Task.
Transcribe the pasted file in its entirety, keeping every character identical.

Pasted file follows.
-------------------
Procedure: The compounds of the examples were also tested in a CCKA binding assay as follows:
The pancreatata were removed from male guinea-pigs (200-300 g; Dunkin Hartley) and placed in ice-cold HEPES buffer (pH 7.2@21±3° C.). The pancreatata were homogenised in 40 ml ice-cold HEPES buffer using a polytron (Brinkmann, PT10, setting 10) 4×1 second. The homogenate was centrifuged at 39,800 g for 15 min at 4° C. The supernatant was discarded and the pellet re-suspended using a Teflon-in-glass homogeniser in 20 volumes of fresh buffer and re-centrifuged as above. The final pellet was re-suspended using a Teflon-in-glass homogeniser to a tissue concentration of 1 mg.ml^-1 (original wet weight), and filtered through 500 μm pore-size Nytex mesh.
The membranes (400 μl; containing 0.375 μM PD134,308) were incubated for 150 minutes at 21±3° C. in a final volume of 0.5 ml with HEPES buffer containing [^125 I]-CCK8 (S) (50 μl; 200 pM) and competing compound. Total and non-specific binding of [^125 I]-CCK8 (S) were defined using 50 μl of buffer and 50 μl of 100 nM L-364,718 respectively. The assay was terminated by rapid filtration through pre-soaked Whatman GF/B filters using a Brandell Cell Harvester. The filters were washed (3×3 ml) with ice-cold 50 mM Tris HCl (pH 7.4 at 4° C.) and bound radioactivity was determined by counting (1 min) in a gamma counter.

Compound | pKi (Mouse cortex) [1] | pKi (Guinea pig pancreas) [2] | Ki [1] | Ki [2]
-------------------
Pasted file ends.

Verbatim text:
Procedure: The compounds of the examples were also tested in a CCKA binding assay as follows:
The pancreatata were removed from male guinea-pigs (200-300 g; Dunkin Hartley) and placed in ice-cold HEPES buffer (pH 7.2@21±3° C.). The pancreatata were homogenised in 40 ml ice-cold HEPES buffer using a polytron (Brinkmann, PT10, setting 10) 4×1 second. The homogenate was centrifuged at 39,800 g for 15 min at 4° C. The supernatant was discarded and the pellet re-suspended using a Teflon-in-glass homogeniser in 20 volumes of fresh buffer and re-centrifuged as above. The final pellet was re-suspended using a Teflon-in-glass homogeniser to a tissue concentration of 1 mg.ml^-1 (original wet weight), and filtered through 500 μm pore-size Nytex mesh.
The membranes (400 μl; containing 0.375 μM PD134,308) were incubated for 150 minutes at 21±3° C. in a final volume of 0.5 ml with HEPES buffer containing [^125 I]-CCK8 (S) (50 μl; 200 pM) and competing compound. Total and non-specific binding of [^125 I]-CCK8 (S) were defined using 50 μl of buffer and 50 μl of 100 nM L-364,718 respectively. The assay was terminated by rapid filtration through pre-soaked Whatman GF/B filters using a Brandell Cell Harvester. The filters were washed (3×3 ml) with ice-cold 50 mM Tris HCl (pH 7.4 at 4° C.) and bound radioactivity was determined by counting (1 min) in a gamma counter.

Compound | pKi (Mouse cortex) [1] | pKi (Guinea pig pancreas) [2] | Ki [1] | Ki [2]